Imperial eagles in fallen nest

First nest guarding program in Serbia saves two young imperial eagles

Bird Protection and Study Society of Serbia (BPSSS)
30-AUG-2017 - To protect the last imperial eagle nest in Serbia, a novel nest guarding program was set up this year. In the special nature reserve ‘Pastures of the Great Bustard’, a team of devoted people dedicated their time and energy to facilitate a safe breeding environment. It turned out it was much needed.

The first ever LIFE project implemented in Serbia

The guarding program is part of ‘PannonEagle LIFE’, a project for the conservation of imperial eagles in the Pannonian Region by decreasing human-caused mortality. The project is conducted by the Bird Protection and Study Society of Serbia (BPSSS; a BirdLife affiliate in Serbia) together with the Institute for Nature Conservation of Vojvodina Province (INCVP) and is coordinated by MME Hungary. The imperial eagle nest guarding program is part of the first ever LIFE project implemented in Serbia.

For more than four months, the complete breeding season from egg laying to the fledging, PannonEagle guards were present at the nesting site to monitor the breeding eagle pair and prevent any disturbances. The observation post was stationed at a safe distance of one kilometre, so that the guards themselves would not disturb the birds. With the guidance of prescribed regulations by the INCVP for activities within the protected area, the guards made sure no unpermitted activity was conducted, people and vehicles were rerouted to circumvent the nest site, fires were reported and prevented from spreading, and the team achieved an understanding and important cooperation with local farmers and hunting associations.

A surprising turn of events

Building a new nestSerbia’s only breeding pair of imperial eagles raised two chicks and both eaglets managed to fully fledge and fly out of the nest. However, without the nest guarding program the breeding attempt would surely have failed this year.

In the night of 22nd of June, a severe storm took down the Canadian poplar tree in which the eagles were nesting. Together with the tree and the nest, the two young eagles, named Dusko and Lilika, fell to the ground. In their 9th week they were still incapable of flying. In this surprising turn of events, both eaglets managed to survive the fall. However, a large pile of broken branches prevented the parents from reaching their chicks.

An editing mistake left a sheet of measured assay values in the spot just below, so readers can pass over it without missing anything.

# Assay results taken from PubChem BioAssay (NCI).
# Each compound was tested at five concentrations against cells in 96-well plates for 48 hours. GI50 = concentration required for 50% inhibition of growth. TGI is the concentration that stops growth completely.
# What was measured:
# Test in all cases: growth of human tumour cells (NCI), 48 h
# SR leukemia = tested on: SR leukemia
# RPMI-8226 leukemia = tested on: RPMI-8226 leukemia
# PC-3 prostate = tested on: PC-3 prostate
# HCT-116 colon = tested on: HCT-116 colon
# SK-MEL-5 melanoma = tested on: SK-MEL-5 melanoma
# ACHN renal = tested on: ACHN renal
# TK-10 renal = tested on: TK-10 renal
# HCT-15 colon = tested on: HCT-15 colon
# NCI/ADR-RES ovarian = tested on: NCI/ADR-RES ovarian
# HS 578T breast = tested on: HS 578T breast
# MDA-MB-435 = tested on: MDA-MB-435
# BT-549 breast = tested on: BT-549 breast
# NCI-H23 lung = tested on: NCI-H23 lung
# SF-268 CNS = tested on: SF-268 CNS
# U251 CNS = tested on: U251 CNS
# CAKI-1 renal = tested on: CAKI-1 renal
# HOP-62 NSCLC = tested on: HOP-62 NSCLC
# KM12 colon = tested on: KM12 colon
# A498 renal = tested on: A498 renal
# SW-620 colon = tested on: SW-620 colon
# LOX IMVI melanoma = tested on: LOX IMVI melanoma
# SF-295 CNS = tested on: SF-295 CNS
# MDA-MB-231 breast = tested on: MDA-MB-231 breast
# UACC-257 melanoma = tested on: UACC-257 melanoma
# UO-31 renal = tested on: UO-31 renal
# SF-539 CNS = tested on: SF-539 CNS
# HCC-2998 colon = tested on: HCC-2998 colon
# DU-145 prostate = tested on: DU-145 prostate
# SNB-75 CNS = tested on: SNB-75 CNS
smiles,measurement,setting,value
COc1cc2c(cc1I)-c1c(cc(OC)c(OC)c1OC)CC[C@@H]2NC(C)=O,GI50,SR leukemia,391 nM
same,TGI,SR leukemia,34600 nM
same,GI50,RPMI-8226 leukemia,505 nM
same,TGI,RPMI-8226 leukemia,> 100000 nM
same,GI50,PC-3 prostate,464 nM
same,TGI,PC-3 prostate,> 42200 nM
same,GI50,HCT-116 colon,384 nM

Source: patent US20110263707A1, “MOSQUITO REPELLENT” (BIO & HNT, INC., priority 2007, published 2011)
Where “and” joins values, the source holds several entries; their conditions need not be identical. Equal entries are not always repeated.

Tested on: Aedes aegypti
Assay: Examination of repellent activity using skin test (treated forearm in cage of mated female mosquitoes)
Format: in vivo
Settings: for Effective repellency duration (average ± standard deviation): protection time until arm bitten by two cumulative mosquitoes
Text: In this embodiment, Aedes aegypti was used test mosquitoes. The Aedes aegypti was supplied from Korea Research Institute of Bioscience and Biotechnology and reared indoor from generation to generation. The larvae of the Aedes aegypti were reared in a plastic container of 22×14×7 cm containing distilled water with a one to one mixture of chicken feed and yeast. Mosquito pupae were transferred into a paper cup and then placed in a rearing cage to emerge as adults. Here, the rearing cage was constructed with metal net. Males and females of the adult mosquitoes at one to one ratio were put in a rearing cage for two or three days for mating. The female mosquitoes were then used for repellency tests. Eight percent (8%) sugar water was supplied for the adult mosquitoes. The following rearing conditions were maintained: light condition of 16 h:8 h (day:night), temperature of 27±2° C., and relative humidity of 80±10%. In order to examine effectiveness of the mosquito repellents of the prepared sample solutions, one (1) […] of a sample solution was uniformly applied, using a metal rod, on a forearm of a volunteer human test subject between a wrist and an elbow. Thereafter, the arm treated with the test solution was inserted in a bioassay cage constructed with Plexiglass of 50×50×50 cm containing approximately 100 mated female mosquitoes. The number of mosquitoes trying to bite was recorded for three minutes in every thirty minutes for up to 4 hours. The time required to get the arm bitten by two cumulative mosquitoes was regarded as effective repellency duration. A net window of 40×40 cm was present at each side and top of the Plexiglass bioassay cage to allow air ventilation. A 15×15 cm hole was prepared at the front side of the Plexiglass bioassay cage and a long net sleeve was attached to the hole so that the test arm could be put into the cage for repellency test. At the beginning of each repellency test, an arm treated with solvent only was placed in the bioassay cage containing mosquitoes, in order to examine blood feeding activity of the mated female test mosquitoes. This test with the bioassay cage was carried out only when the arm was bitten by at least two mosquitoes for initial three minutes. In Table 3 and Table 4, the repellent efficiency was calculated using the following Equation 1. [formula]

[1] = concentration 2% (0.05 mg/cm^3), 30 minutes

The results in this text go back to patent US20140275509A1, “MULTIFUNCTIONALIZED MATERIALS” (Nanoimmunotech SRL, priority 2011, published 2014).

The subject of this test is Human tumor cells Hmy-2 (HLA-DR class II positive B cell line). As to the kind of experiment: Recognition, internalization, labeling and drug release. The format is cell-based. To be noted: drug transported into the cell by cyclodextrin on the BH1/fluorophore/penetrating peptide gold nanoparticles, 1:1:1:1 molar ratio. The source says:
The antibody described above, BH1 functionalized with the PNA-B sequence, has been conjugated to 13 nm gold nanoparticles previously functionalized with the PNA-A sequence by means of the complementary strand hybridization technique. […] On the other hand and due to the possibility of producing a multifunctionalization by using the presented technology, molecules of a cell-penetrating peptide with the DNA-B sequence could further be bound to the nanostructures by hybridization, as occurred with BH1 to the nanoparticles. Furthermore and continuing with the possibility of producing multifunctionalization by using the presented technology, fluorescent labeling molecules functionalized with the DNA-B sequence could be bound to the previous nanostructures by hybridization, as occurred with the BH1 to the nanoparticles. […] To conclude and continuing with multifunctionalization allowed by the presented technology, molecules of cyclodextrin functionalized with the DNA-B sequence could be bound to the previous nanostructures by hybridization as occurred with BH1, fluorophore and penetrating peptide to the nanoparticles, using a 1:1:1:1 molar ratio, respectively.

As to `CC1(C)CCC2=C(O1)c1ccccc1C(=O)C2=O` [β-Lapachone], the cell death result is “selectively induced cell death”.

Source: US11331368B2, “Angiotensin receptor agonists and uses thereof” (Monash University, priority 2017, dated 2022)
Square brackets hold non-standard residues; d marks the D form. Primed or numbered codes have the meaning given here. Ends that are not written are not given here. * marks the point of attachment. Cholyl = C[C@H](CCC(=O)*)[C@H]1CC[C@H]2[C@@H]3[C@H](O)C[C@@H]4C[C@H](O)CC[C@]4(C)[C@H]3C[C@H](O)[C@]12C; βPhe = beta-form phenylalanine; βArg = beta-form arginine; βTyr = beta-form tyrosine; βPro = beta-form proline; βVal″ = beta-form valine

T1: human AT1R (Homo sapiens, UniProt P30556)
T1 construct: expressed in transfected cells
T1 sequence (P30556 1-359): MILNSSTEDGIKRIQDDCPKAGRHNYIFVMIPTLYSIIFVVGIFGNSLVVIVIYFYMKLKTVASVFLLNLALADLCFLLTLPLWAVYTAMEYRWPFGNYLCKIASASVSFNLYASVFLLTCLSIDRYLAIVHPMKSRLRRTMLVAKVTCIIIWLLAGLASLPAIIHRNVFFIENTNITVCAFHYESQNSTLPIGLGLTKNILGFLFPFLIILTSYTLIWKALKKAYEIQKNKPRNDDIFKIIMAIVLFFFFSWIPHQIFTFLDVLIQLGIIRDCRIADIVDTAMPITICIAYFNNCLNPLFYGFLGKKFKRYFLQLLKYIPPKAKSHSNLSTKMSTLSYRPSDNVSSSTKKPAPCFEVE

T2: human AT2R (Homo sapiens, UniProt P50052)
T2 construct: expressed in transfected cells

The nest guard team was luckily there to help the birds. Among the many branches of the large treetop, Anita Sucic and the project manager for BPSSS, Milica Miskovic, found the eaglets sitting completely still in their fallen nest. Soon a local gamekeeper, Radenko Cvejanov, and veterinarian Atila Agoston came to assist in the rescue operation. Thanks to the rapid response, the birds could be quickly examined by the veterinarian. With no severe injuries, the birds’ best chance was to return to the nest site as soon as possible. Within the same day an artificial stork nest was placed on a portable lookout platform with some added branches tied to it. This quickly improvised construction was then transported to the nest site and positioned immediately next to the fallen tree.

Sigh of relief

In the following days, the nest was continuously monitored from a safe distance. The first sigh of relief came the next day, when the mother was spotted coming to feed her young. After it was confirmed that both parents were back, the biggest remaining concern was the human threat, as the eaglets were now very exposed. So, in their remaining sensitive weeks a very watchful eye was kept on them, waiting to see if and when will they would manage to fly out. Fortunately, despite all the challenges, both birds took their first flight successfully, leaving a nest in which they never hatched.

Young eagle in the new artificial nest

Text: Milica Miskovic, BPSSS
Photos: BPSSS